After a major northern transport conference in Newcastle this week, is the region any closer to getting the bus and rail improvements it so badly wants and needs? No, and as far as rail is concerned even less so following news that High Speed Rail between London, Crewe and Manchester (HS2) is being delayed by another two years.
Significant improvements to the North East’s bus network, making it cheaper and easier for passengers to use, almost certainly are coming in a few years’ time. But we have known that since the government announced a devolution deal for the region on 28 December.
Rail improvements are a different matter. They will either remain under the control of the government or, if devolved, will require local politicians to commit much of their funding. And they will take much longer.
North of Tyne Mayor Jamie Driscoll told the Transport for the North (TfN) conference, according to ChronicleLive, that he would create a “total single network” allowing travel across bus, Metro and rail services around the entirety of Tyne & Wear, County Durham, and Northumberland using a single ticket – with a daily cap on fare prices.
This is a realistic ambition, given that the North East Devolution Deal includes bus franchising, which will give local leaders control over bus services, routes and fares. London already has a similar system and Greater Manchester is getting one.
The North East Deal specifically states:
“The North East Mayor will have access to bus franchising powers under the Transport Act 2000. This will provide the opportunity to further develop high quality bus services as part of an integrated local transport system and help to facilitate the delivery of smart, integrated ticketing across all local modes of transport in the city region.”
That seems clear enough, and the money is there too in the shape of a £563mn capital grant by 2026/27 under the City Regional Sustainable Transport Settlement (CRSTS), with more to follow later, and £73.8mn capital and £89.8mn resource funding for he Bus Service Improvement Plan.
The basis of smart and integrated ticketing is also already in existence in the form of the “Pop” brand managed by Nexus, the Tyne & Wear Passenger Transport Executive, for use on bus and Metro.
According to the Devolution Deal:
“The North East Mayoral Combined Authority (NEMCA) and Nexus plan to develop the ‘Pop’ brand so that it can deliver smart, capped, simple integrated ticketing across all local modes of transport in the city region…The government recognises that this is a priority for the NEMCA which they will prioritise in their CRSTS plans”.
The prospects for improving rail services are far from as clear. Northern mayors are angry at the current state of services in the region, which could be hit by 23,000 cancellations this year; and they want re-instatement of the eastern leg of High Speed Rail (HS2) from Birmingham to Leeds and onwards to York and Newcastle, as well as Northern Powerhouse Rail across the Pennines. This is wholly or largely under the control of the government and now looks less likely than ever.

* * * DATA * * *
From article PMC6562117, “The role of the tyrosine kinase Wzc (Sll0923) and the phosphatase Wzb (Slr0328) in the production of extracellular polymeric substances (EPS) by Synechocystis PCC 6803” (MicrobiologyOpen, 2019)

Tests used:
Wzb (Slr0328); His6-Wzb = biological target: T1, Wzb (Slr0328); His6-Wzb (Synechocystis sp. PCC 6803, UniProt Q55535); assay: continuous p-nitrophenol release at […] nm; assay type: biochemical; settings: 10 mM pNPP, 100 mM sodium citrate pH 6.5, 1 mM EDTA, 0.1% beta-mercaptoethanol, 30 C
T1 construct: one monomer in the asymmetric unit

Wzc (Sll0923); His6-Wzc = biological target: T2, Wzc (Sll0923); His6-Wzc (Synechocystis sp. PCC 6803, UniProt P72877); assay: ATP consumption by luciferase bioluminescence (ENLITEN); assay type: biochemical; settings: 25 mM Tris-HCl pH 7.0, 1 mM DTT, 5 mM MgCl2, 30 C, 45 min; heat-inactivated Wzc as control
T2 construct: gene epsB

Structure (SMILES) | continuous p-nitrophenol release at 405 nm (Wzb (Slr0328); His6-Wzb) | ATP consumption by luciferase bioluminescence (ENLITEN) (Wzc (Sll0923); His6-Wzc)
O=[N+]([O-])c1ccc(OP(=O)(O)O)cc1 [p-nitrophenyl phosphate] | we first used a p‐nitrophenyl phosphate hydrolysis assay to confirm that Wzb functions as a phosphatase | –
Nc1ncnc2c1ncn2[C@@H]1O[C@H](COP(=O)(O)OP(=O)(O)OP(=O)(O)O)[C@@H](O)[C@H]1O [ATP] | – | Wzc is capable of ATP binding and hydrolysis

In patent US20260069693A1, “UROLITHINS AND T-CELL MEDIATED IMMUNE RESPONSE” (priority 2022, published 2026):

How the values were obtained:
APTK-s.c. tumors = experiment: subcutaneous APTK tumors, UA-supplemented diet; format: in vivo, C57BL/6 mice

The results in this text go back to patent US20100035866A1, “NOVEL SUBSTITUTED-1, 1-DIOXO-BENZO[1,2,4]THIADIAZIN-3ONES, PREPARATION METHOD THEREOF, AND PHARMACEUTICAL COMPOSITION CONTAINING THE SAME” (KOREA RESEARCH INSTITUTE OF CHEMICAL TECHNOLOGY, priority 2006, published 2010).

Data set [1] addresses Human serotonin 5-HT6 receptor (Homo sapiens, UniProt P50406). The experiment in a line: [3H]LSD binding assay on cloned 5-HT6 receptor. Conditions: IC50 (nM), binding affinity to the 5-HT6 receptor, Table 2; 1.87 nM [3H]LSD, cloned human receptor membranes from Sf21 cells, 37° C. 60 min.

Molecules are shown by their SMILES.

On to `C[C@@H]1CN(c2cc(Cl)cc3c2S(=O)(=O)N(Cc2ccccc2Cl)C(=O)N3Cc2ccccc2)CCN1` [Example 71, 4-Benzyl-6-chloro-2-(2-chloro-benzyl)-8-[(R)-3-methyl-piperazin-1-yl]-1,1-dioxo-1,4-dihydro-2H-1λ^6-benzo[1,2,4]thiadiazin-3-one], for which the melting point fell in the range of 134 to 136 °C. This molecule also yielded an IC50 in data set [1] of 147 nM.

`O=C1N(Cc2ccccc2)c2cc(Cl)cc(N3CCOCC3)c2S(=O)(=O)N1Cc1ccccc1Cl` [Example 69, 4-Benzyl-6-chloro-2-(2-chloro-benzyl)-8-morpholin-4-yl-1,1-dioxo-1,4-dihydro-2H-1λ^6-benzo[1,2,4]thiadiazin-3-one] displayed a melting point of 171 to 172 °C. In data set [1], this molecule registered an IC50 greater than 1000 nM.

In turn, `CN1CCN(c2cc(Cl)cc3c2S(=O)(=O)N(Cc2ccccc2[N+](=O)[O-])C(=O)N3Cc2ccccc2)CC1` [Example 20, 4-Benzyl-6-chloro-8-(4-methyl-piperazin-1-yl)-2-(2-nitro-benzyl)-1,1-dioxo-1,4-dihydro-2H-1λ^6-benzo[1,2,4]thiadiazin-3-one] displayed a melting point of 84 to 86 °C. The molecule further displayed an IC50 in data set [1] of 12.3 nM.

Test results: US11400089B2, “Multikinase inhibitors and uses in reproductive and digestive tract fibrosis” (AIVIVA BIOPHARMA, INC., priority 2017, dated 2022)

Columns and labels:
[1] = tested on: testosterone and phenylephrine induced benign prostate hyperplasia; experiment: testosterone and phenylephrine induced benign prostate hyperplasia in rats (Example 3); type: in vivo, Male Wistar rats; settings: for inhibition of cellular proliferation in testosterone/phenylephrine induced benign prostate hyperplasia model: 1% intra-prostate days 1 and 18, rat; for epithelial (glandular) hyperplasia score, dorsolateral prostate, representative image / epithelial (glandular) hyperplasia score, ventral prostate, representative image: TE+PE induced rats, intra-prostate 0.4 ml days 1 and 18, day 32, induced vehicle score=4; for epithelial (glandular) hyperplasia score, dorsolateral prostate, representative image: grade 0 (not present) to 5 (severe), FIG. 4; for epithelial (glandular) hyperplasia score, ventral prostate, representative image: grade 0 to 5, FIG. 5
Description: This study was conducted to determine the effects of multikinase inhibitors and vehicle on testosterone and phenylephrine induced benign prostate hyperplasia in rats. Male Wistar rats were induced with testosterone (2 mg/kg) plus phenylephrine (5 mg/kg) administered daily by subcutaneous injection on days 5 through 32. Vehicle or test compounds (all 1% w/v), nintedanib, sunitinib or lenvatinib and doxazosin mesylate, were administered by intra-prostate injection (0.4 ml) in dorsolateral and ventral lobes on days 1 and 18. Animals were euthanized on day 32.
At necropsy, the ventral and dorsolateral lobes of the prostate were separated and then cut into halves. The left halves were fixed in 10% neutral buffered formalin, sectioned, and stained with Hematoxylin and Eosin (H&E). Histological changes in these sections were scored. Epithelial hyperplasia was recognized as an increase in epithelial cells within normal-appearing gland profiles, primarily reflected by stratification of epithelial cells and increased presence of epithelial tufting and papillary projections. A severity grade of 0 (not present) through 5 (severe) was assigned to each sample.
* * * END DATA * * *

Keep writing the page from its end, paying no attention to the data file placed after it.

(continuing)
In the North East, politicians are campaigning for the re-opening of the Leamside Line. The 34-km line would link the Tyne & Wear Metro at Pelaw with the East Coast Main Line at Ferryhill in County Durham, with stations at Penshaw, Fence Houses, Belmont and Shincliffe/Bowburn. If the Stillington Line was re-opened as well trains could continue via Sedgefield to Stockton, providing a new Tyne-Tees link.
The Leamside Line would also enable the construction of a new Metro loop from Pelaw to South Hylton, with new stations at Follingsby, Washington North (International Advanced Manufacturing Park) and Washington South.
However the Metro loop alone would cost £745mn and the Devolution Deal is much more circumspect about these plans going ahead. It says:
“The government recognises the aspirations of the region for the re-opening of the Leamside Line and will work closely with the NEMCA to develop the business case for the introduction of Metro services along the line to South Hylton via Washington, and the reintroduction of local rail services to Ferryhill and Sedgefield, and the use of the line by freight services.
“The government commits to supporting the NEMCA and Nexus to generate proposals, develop business cases and identify funding routes for these enhancements where it is shown that the proposed schemes would deliver appropriate value for money to the taxpayer and subject to funding availability.”
While Mayor Driscoll’s aspirations for bus franchising are realistic, the North East’s ambitions for the Leamside Line and Washington Metro loop remain as uncertain as they were before this week’s conference. This was made clear when the Transport Secretary, Mark Harper, told local leaders:
“Easy promises to get applause at events and conferences like this around the country are not credible if people don’t have plans to pay for them. Ministers also have a duty to the taxpayer to set out well thought-through, costed promises.”
It seemed to be acknowledged by Mayor Driscoll that there is a lot of work still to be done before the Leamside Line is re-opened. Driscoll, who is running for North East mayor in elections next year, told ChronicleLive:
“Sometimes the job of a politician is not to spell out every detail, it is to say ‘at the end of this decade, we will put a man on the moon’. I am saying we can build this transport system and, if I am the mayor, we will.”